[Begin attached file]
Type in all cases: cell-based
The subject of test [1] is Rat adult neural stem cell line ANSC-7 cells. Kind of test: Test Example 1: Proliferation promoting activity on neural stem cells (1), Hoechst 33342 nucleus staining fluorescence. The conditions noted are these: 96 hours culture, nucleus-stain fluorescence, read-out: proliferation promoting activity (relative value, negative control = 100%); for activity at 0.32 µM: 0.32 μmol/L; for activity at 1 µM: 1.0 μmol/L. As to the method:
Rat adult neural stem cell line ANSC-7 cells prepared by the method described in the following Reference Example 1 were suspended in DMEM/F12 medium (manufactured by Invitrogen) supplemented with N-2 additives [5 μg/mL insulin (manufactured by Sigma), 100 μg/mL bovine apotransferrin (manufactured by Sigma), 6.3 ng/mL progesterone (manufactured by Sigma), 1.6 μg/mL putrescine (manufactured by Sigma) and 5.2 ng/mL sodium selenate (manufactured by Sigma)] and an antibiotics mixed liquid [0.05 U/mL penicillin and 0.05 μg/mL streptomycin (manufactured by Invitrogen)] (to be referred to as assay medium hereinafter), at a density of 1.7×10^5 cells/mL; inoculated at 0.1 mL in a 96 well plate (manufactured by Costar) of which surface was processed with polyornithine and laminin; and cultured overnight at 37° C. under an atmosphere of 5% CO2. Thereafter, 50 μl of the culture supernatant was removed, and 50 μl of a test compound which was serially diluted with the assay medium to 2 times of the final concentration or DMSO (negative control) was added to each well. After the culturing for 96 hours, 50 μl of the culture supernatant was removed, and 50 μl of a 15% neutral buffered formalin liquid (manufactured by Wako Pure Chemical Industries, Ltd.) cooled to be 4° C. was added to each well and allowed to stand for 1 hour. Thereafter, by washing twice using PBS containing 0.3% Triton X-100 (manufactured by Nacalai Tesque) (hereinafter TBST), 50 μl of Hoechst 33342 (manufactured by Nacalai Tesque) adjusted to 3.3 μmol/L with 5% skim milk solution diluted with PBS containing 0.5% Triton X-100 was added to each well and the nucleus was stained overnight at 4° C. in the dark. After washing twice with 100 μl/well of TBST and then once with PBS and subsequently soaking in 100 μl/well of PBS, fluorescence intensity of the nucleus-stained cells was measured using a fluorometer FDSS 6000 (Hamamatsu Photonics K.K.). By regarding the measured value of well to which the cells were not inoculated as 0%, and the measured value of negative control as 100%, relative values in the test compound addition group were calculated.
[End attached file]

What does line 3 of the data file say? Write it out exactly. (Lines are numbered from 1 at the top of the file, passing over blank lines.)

Rat adult neural stem cell line ANSC-7 cells prepared by the method described in the following Reference Example 1 were suspended in DMEM/F12 medium (manufactured by Invitrogen) supplemented with N-2 additives [5 μg/mL insulin (manufactured by Sigma), 100 μg/mL bovine apotransferrin (manufactured by Sigma), 6.3 ng/mL progesterone (manufactured by Sigma), 1.6 μg/mL putrescine (manufactured by Sigma) and 5.2 ng/mL sodium selenate (manufactured by Sigma)] and an antibiotics mixed liquid [0.05 U/mL penicillin and 0.05 μg/mL streptomycin (manufactured by Invitrogen)] (to be referred to as assay medium hereinafter), at a density of 1.7×10^5 cells/mL; inoculated at 0.1 mL in a 96 well plate (manufactured by Costar) of which surface was processed with polyornithine and laminin; and cultured overnight at 37° C. under an atmosphere of 5% CO2. Thereafter, 50 μl of the culture supernatant was removed, and 50 μl of a test compound which was serially diluted with the assay medium to 2 times of the final concentration or DMSO (negative control) was added to each well. After the culturing for 96 hours, 50 μl of the culture supernatant was removed, and 50 μl of a 15% neutral buffered formalin liquid (manufactured by Wako Pure Chemical Industries, Ltd.) cooled to be 4° C. was added to each well and allowed to stand for 1 hour. Thereafter, by washing twice using PBS containing 0.3% Triton X-100 (manufactured by Nacalai Tesque) (hereinafter TBST), 50 μl of Hoechst 33342 (manufactured by Nacalai Tesque) adjusted to 3.3 μmol/L with 5% skim milk solution diluted with PBS containing 0.5% Triton X-100 was added to each well and the nucleus was stained overnight at 4° C. in the dark. After washing twice with 100 μl/well of TBST and then once with PBS and subsequently soaking in 100 μl/well of PBS, fluorescence intensity of the nucleus-stained cells was measured using a fluorometer FDSS 6000 (Hamamatsu Photonics K.K.). By regarding the measured value of well to which the cells were not inoculated as 0%, and the measured value of negative control as 100%, relative values in the test compound addition group were calculated.